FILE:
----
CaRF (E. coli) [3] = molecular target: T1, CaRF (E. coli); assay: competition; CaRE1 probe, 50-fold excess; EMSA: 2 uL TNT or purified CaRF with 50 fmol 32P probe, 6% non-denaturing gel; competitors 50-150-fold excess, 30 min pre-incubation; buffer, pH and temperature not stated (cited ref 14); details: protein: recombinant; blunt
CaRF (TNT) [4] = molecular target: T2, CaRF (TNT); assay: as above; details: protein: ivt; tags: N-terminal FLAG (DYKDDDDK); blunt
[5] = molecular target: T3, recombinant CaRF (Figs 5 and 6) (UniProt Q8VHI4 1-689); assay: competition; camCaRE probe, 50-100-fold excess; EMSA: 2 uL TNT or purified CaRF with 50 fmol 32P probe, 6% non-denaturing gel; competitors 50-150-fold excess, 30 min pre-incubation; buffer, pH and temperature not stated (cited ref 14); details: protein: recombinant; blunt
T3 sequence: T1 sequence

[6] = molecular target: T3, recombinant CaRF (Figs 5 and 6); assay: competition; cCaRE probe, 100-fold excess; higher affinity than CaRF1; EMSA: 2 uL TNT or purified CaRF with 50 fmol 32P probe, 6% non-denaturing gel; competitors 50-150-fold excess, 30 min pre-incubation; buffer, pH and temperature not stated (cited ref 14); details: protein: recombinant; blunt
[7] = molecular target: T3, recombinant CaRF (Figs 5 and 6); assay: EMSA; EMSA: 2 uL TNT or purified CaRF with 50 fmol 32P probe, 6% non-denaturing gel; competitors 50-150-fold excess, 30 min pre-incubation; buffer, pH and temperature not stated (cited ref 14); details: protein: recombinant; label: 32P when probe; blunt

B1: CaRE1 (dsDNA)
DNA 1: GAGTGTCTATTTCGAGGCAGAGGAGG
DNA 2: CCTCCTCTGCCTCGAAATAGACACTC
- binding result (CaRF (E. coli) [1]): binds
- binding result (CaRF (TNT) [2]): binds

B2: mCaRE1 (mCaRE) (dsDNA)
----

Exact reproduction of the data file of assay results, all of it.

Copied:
CaRF (E. coli) [3] = molecular target: T1, CaRF (E. coli); assay: competition; CaRE1 probe, 50-fold excess; EMSA: 2 uL TNT or purified CaRF with 50 fmol 32P probe, 6% non-denaturing gel; competitors 50-150-fold excess, 30 min pre-incubation; buffer, pH and temperature not stated (cited ref 14); details: protein: recombinant; blunt
CaRF (TNT) [4] = molecular target: T2, CaRF (TNT); assay: as above; details: protein: ivt; tags: N-terminal FLAG (DYKDDDDK); blunt
[5] = molecular target: T3, recombinant CaRF (Figs 5 and 6) (UniProt Q8VHI4 1-689); assay: competition; camCaRE probe, 50-100-fold excess; EMSA: 2 uL TNT or purified CaRF with 50 fmol 32P probe, 6% non-denaturing gel; competitors 50-150-fold excess, 30 min pre-incubation; buffer, pH and temperature not stated (cited ref 14); details: protein: recombinant; blunt
T3 sequence: T1 sequence

[6] = molecular target: T3, recombinant CaRF (Figs 5 and 6); assay: competition; cCaRE probe, 100-fold excess; higher affinity than CaRF1; EMSA: 2 uL TNT or purified CaRF with 50 fmol 32P probe, 6% non-denaturing gel; competitors 50-150-fold excess, 30 min pre-incubation; buffer, pH and temperature not stated (cited ref 14); details: protein: recombinant; blunt
[7] = molecular target: T3, recombinant CaRF (Figs 5 and 6); assay: EMSA; EMSA: 2 uL TNT or purified CaRF with 50 fmol 32P probe, 6% non-denaturing gel; competitors 50-150-fold excess, 30 min pre-incubation; buffer, pH and temperature not stated (cited ref 14); details: protein: recombinant; label: 32P when probe; blunt

B1: CaRE1 (dsDNA)
DNA 1: GAGTGTCTATTTCGAGGCAGAGGAGG
DNA 2: CCTCCTCTGCCTCGAAATAGACACTC
- binding result (CaRF (E. coli) [1]): binds
- binding result (CaRF (TNT) [2]): binds

B2: mCaRE1 (mCaRE) (dsDNA)